'It' Makes Box-Office History, Sets New Bar for Horror Pics
Humbling is the word Warner Bros. Pictures president and chief content officer Toby Emmerich uses to describe watching the box-office returns for It pour in over the weekend.
The movie, based on Stephen King's novel, shattered numerous records and set a new bar for horror films in opening to $123.1 million in North America and $185 million globally, by far the biggest launch ever for the genre. Put another way, It opened ahead of every 2017 summer tentpole domestically save for Guardians of the Galaxy Vol. 2, despite costing a modest $35 million to produce.
Heat Vision breakdown
And before It came along, Paramount's Paranormal Activity 3 boasted the biggest opening for a horror film with $52.6 million.
It continues an enviable winning streak for New Line, which Emmerich ran for many years before getting the top gig at Warners last year. (The Conjuring series is another recent New Line victory, including current box-office champ Annabelle: Creation.)
New Line has long been a bastion for horror, but It takes it to a new level, playing like a four-quadrant tentpole and jolting the domestic box office back to life after a tough summer that saw attendance hit a 25-year low and revenue plummet by 15 percent.
"It's humbling when something performs beyond your wildest expectations. Speaking for my colleagues at Warner Bros. and New Line, we are incredibly happy and relieved. All the hard work paid off, but but we know there was a certain amount of luck involved. I like to think New Line is really good at nurturing filmmakers and Warners is really good at marketing," Emmerich told THR on Sunday. "I think in general, the box office is more and more a world of the have and have-nots."
When New Line was folded into Warner Bros. in 2008, both sides agreed that New Line should focus once again on horror. It, which had been in development at Warners, was subsequently ceded to New Line. Director Cary Fukunaga left the project over creative differences, with New Line hiring Argentine filmmaker Andres Muschietti (Mama) to replace him, according to insiders.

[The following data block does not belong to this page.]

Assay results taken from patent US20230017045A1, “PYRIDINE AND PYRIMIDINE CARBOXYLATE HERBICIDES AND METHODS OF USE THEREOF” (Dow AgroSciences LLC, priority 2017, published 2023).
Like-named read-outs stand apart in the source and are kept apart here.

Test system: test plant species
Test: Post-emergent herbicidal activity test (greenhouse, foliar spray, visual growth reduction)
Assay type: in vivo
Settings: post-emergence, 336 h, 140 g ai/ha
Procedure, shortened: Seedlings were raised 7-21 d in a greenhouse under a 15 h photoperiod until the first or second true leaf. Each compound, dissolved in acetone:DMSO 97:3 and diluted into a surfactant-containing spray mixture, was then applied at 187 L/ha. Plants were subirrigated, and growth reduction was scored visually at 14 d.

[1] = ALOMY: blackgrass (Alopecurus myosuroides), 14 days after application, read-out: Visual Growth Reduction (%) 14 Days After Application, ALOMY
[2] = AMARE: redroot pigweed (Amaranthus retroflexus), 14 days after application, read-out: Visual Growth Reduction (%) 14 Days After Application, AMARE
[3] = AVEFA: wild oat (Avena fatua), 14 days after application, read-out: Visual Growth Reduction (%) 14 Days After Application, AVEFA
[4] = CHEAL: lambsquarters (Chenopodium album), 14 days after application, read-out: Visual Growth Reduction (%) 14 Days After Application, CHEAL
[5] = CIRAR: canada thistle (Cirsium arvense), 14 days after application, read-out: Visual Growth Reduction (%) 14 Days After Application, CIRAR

"It has now taken horror into the $100 million openers club and raises the bar for the money making potential of the genre," says comScore analyst Paul Dergarabedian. "Not to mention that once they hit the small screen, they are equally as appealing."
It follows a group of misfit kids in the 1980s who battle the demonic Pennywise the Dancing Clown, played by Bill Skarsgard. The pic follows the success of the Netflix original series Stranger Things, which likewise is set in the 1980s and revolves around a group of kids banding together to battle a supernatural threat.
"That's the message of the movie — that if we stick together and friendship is true and real, we can defeat evil," says Emmerich.
"There is something about this movie that people are ravenously interested in. It isn't just about Stephen King, it isn't just about clowns and it isn't just about the 1980s, although the '80s are a thing and has a certain panache. We as a studio are betting big on the 1980s, including Steven Spielberg's Ready Player One," Emmerich continued.
It also redefines how Hollywood views the month of September, which has never seen a movie open to such heights. Previously, Hotel Transylvania 2 was the crown holder with a $48.6 million debut.
Adds Jeff Goldstein, president of domestic distribution for Warners: "It is just what the industry needed."
by Richard Newby
by Graeme McMillan